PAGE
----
Breakthrough as scientists successfully revive dead pig organs

Scientists restored blood circulation and other cellular functions in pigs an hour after their death using a new technology that delivers protective cell fluid to organs and tissues.

The findings, published Wednesday in the journal Nature, could help prolong the health of human organs during surgery and also make more transplants possible.

While scientists, including those at the Yale School of Medicine in the US, have not found any electrical brain activity associated with normal brain function after the procedure, the research confounds conventional wisdom about life and death.

“This study demonstrates that our societal convention regarding death, namely as an absolute black and white end, is not scientifically valid,” said Sam Parnia, director of critical care and resuscitation research at the Grossman School of Medicine at the University of New York.

“On the other hand, scientifically, death is a biological process that remains treatable and reversible for hours after it occurs,” said Parina, who was not involved in the study.

Just a few minutes after the final heartbeat, blood circulation begins to stop and cells in the body begin to die from lack of oxygen, and chemical changes begin that impair tissue and organ function.

However, the new study suggests that cascading cellular failure on such a large and permanent level does not happen so quickly.

“All the cells don’t die immediately, there is a more prolonged series of events. It’s a process where you can intervene and stop and restore some cellular function,” said David Andrijevic, co-author of the study at the Yale School of Medicine.

In the research, the scientists applied a new technology consisting of a perfusion device similar to heart-lung machines – which do the work of the heart and lungs during surgery – and an experimental fluid containing compounds that can promote cellular health and suppress inflammation throughout the swine. body.

They induced cardiac arrest in anesthetized pigs and treated them with the new technology, called OrganEx, an hour after death.

The researchers found that some important cell functions were active in many areas of the pigs’ body, including the heart, liver and kidneys, and that some organ functions were restored six hours after treatment with OrganEx.

The study also found evidence of electrical activity in the heart, which maintained its ability to contract, after treatment with the device.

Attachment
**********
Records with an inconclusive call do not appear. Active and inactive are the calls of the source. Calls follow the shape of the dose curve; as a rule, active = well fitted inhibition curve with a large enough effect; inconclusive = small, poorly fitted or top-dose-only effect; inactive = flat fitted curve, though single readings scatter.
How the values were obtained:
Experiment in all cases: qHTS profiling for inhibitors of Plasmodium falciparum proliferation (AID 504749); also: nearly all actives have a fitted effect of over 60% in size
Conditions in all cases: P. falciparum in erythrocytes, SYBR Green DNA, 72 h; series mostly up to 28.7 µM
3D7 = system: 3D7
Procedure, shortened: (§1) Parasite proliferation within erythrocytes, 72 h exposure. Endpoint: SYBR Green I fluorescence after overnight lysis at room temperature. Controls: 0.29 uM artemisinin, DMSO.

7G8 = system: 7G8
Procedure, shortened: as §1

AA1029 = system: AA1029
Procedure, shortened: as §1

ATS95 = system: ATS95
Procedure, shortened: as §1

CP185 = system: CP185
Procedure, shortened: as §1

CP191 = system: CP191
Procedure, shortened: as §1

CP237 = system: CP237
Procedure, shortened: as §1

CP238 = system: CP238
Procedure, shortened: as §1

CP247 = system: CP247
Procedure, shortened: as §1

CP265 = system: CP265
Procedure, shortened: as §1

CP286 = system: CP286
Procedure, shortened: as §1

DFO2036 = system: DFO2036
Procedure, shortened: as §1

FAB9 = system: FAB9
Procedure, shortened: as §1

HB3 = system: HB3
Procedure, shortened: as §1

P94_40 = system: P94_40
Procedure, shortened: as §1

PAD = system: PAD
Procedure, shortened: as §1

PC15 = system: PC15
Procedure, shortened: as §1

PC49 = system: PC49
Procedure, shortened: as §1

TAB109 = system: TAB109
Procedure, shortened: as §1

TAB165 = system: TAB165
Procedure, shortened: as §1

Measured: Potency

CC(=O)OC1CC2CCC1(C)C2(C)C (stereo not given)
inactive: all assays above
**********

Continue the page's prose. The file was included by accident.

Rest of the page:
“We were also able to restore circulation throughout the body, which surprised us,” said Nenad Sestan, a professor of comparative medicine, genetics and psychiatry at Yale and co-author of the study.

“Under the microscope, it was difficult to tell the difference between a healthy organ and one that had been treated with OrganEx technology after death,” added Zvonimir Vrselja, another author of the study.

The scientists said they were “especially surprised” to see involuntary and spontaneous muscle movements in the head and neck region when they evaluated the treated animals, indicating the preservation of some motor functions.

However, the researchers said additional studies are needed to understand restored motor functions.

They added that a rigorous ethical review from other scientists and bioethicists is also needed.

“This is a truly remarkable and incredibly significant study. It demonstrates that after death, cells in mammalian (including human) organs, such as the brain, do not die for many hours. This is well into the post-mortem period,” said Dr. parnia.

While research could lead to more lives saved through organ transplants each year, the professor of critical care medicine said the new method could also be used to preserve organs in those who have died but in whom the underlying cause of death remains treatable. .

“Today, this includes athletes who die suddenly from a heart defect, people who die from drowning, heart attacks, or massive bleeding after trauma (such as car accidents),” he explained.

“This will give doctors time to correct the underlying condition (such as a blocked blood vessel in the heart that led to a massive heart attack and death, or repair a torn blood vessel that led to death from massive bleeding after trauma), restore function organ and bring these people back to life many hours after death,” added Dr. parnia.

The researchers say the findings also raise ethical questions about when a person can be conclusively declared dead.

“There is a challenging ethical issue in determining when radical life support is useless, and as technology advances, we may find more ways to keep bodies alive despite being unable to revive the person we truly care about.” Anders Sandberg, a senior fellow at the Future of Humanity Institute at the University of Oxford, said.

“A lot of work remains to find criteria for when further treatment is futile and also on how to bring people back to the brink,” added Sandberg, who was also not involved in the study.

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